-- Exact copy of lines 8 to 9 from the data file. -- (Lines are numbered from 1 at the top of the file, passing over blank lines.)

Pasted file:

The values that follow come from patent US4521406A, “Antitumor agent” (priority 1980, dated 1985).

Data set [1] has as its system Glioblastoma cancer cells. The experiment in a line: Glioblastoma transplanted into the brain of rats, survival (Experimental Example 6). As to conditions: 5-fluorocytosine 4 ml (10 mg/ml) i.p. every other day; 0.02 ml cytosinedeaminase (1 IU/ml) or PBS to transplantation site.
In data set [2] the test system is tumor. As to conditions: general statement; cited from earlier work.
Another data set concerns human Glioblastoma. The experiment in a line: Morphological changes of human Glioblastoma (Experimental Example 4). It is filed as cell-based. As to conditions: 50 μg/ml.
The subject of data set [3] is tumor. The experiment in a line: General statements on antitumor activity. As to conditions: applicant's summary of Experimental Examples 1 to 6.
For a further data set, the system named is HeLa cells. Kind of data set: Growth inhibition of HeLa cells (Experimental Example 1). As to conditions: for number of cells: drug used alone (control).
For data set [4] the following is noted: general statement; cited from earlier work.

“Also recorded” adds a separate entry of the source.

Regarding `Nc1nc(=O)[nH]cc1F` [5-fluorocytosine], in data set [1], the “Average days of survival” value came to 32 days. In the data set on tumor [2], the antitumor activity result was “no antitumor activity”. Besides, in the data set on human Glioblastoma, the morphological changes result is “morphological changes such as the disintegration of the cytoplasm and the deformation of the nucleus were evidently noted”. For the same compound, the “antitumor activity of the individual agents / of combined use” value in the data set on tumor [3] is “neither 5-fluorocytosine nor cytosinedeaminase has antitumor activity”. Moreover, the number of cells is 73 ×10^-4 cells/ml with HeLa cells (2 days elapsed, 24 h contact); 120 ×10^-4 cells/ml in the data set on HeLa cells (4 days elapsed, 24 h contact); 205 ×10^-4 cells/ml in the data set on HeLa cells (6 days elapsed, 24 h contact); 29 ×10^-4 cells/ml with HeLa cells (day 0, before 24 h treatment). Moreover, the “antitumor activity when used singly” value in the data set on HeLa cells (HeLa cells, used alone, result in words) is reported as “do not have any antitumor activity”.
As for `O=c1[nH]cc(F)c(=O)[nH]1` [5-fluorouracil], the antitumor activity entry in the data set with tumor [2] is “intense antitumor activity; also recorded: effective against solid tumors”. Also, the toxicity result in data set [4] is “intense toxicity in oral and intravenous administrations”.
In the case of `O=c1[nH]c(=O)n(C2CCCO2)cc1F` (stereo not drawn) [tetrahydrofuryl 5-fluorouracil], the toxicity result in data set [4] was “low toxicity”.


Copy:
“Also recorded” adds a separate entry of the source.

Regarding `Nc1nc(=O)[nH]cc1F` [5-fluorocytosine], in data set [1], the “Average days of survival” value came to 32 days. In the data set on tumor [2], the antitumor activity result was “no antitumor activity”. Besides, in the data set on human Glioblastoma, the morphological changes result is “morphological changes such as the disintegration of the cytoplasm and the deformation of the nucleus were evidently noted”. For the same compound, the “antitumor activity of the individual agents / of combined use” value in the data set on tumor [3] is “neither 5-fluorocytosine nor cytosinedeaminase has antitumor activity”. Moreover, the number of cells is 73 ×10^-4 cells/ml with HeLa cells (2 days elapsed, 24 h contact); 120 ×10^-4 cells/ml in the data set on HeLa cells (4 days elapsed, 24 h contact); 205 ×10^-4 cells/ml in the data set on HeLa cells (6 days elapsed, 24 h contact); 29 ×10^-4 cells/ml with HeLa cells (day 0, before 24 h treatment). Moreover, the “antitumor activity when used singly” value in the data set on HeLa cells (HeLa cells, used alone, result in words) is reported as “do not have any antitumor activity”.